Zircon Gemstones used in Jewelry
Source: Brazil, Cambodia, Canada, France, India, Italy, Madagascar, Norway, Russia, Thailand, South Africa, Sri Lanka, USA
Birthstone: December (Alternate: Tanzanite)
The name "zircon" (zirkon German, circon Spanish, zircone Italian, zirc‹o Portuguese) is derived from the Arabic word zarqun, meaning "vermilion," and from the Persian word zargun, meaning "golden-colored." Zircon should not be confused with "cubic zirconia," which is a man-made diamond simulant that is in no way chemically similar to this ubiquitous mineral.
Zircon (zirconium silicate) is a common mineral that belongings to the group of nesosilicates, or basic silicate rock-forming minerals. Zircon is found in association with alkaline volcanic rock (felsic and granite pegmatites), metamorphic rock, sedimentary rock, as well as within secondary deposits of gem-bearing gravels. Zircon is also a common constituent in mineral sands.
The crystal structure this uniaxial mineral is tetragonal, and its crystal habit is dipyramidal and prismatic, with crystals often being twinned.
Zircon Crystal Model
Zircon Dust (USGS)
Zircons can be mildly radioactive, containing trace amounts of the chemical elements uranium (U), thorium (Th), and the transition metal hafnium (Hf) is typically present in zircon. Using radiometric dating, zircons found in Western Australia's Yilgarn Craton and Narryer Gneiss Terrane are some of the oldest minerals found on earth, at 4.4 billion years.
Zircon Color & Refraction
Zircon occurs in a wide varieties of colors which include: brown, orange-red or yellow (jacinth), red or violet-red (hyacinth), as well as green, blue, and black. There is also a colorless zircon called jargoon, which can be mistaken for diamond. Sri Lanka has a clear variety of zircon that is referred to as "Matara diamond," and is a popular, yet inexpensive diamond substitute.
What makes zircon particularly appealing as a faceted gemstone is its high refractive index (1.90 average, compared to diamond's refractive index of 2.4), and its diamond-like adamantine luster, yet this is where the similarity with diamonds diverges. Zircon has a hardness of only 7.5 on the Moh's scale, and the toughness, or "tenacity" of zircon is only rated as fair to good. It is for this reason that care must be taken to avoid chipping or abrading the facet edges.
Unlike diamond, zircon is both doubly refractive and anisotropic, with varying refractive indices along its a or b crystallographic axes. Zircon is also one of the heaviest gemstones, resulting in smaller sizes (measured in milimeters) for a given carat weight.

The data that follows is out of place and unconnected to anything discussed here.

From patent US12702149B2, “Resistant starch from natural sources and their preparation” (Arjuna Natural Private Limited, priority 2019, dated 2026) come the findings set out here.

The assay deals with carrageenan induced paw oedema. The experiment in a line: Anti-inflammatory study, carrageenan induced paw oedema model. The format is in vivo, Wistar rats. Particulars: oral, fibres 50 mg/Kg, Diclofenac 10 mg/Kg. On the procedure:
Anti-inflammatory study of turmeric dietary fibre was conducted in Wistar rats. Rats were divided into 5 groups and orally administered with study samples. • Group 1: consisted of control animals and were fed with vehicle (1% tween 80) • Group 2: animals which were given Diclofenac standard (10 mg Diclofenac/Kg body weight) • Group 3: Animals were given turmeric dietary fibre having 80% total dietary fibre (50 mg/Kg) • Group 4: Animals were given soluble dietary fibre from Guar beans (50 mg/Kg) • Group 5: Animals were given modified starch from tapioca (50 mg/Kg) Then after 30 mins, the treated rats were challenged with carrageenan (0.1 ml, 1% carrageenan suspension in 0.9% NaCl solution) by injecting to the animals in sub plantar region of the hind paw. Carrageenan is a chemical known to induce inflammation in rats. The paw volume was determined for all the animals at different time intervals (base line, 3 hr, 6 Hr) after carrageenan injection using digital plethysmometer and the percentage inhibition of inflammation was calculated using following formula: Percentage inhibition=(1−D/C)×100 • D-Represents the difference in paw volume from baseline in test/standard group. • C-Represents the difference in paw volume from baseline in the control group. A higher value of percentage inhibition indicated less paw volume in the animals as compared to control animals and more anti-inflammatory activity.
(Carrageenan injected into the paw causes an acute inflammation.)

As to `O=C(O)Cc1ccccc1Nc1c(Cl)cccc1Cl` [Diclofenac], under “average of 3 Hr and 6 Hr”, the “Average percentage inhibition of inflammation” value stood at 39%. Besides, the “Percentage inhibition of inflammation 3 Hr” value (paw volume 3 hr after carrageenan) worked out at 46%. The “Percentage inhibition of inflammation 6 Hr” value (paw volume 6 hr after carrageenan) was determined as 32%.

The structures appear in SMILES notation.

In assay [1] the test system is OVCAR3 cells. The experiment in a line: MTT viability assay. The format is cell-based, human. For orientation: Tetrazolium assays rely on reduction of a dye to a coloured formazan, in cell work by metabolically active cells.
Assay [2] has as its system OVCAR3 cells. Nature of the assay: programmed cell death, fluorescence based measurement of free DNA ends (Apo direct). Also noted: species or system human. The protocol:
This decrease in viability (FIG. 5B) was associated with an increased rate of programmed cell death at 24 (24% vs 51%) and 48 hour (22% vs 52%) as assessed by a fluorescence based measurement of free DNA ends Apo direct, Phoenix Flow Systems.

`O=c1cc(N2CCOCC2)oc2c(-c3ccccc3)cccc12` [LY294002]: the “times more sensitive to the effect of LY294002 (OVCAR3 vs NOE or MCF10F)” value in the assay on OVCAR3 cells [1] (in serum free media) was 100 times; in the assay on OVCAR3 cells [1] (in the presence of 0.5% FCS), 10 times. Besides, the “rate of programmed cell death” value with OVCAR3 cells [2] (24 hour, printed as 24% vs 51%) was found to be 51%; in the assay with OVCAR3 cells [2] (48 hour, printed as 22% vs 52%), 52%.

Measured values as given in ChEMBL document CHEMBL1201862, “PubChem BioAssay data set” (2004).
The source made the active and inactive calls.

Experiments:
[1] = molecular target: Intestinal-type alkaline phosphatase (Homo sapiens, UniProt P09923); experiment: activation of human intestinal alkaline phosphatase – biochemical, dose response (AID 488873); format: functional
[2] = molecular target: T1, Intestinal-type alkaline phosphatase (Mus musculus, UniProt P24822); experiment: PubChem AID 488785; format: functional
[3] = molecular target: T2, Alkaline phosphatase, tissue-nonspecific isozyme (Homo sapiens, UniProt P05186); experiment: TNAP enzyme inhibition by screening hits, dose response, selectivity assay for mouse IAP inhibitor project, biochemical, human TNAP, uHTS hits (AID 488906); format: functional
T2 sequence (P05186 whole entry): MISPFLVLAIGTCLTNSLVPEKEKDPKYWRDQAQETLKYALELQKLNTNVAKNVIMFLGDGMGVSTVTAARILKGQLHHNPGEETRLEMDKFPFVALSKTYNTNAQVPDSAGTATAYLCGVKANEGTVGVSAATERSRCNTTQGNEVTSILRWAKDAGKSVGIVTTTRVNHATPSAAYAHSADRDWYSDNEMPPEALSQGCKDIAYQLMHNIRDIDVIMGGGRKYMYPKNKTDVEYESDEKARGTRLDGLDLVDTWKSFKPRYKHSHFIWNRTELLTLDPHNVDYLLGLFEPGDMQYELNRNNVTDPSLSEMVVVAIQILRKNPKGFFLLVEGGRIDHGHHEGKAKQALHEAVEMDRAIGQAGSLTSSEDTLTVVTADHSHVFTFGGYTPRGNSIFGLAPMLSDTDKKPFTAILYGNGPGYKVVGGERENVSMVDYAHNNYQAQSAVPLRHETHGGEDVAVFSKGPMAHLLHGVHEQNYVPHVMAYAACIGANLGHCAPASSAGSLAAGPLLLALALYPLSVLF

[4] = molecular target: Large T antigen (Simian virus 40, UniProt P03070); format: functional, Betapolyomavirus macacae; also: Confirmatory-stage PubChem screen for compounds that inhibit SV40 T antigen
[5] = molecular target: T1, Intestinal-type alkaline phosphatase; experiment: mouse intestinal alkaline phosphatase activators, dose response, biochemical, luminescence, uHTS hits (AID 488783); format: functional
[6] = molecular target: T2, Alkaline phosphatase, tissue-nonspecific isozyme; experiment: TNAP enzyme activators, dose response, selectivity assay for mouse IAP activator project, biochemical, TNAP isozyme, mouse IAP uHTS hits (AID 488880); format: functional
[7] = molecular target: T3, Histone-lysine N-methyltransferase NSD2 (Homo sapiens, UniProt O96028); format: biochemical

Zircon Crystallography, Chemistry, Physical Properties
Zircon Optical Properties
Transparent zircon can be found in shades of brilliant green, brownish-green and yellow-green. These stones typically have unique inclusions known as "spangles," as well as streaks and/or angular color zoning. Yellow zircon can be mistaken for yellow sapphire, and can be found in the canary yellow, greenish yellow, and golden-yellow. Perhaps the most popular gemstone color for zircon is blue.
Blue Zircon (photo: © AfricaGems.com)
Green zircon from Sri Lanka (photo: © AfricaGems.com)
Zircon Color Enhancements
Zircon can be heat treated to alter its color, and varying temperatures can produce colorless, blue, or yellow gems from less desirable specimens. Heat treatment of reddish-brown stones found in Cambodia, Thailand, and Vietnam produce most of the blue zircon gemstones on the market, but many of the red, red-orange, or violet-red zircon on the market has not undergone any kind of heat treatment. The resulting color change of heat-treated zircon is permanent. To date, there are no examples of a synthetic zircon.
The principal sources for zircon are found in Cambodia, Thailand, and Sri Lanka. Colorless varieties of zircon from Matara, Sri Lanka has become synonymous with fake diamonds, and have come to be known as "matara diamonds." There is also a chatoyant variety of zircon found in Sri Lanka.
Zircon is mined for its zirconium, which is used as a compound in abrasives, and it is also the source for zirconium oxide which is one of the most refractory (high-temperature, high-strength) materials known, used in high-temperature crucibles and nuclear reactors .
Bibliography and Reference on Zircon
1. Wuerzburg Uniaxial Minerals - Zircon . www.geographie.uni-wuerzburg.de
2. Edna B. Anthony The Zircon Group - A Nesosilicate . www.attawaygems.com
3. Stephen A. Nelson Introduction to Uniaxial Minerals . www.tulane.edu
5. Judith Crowe, The Jeweler's Directory of Gemstones . DK Publishing.
6. Walter Schumann, Gemstones of the World . NAG Press; 2Rev Ed edition
7. Renee Newman, Gemstone Buying Guide . International Jewelry Publications; 2nd edition
8. Africa Gems, Cut Zircon . www.africagems.com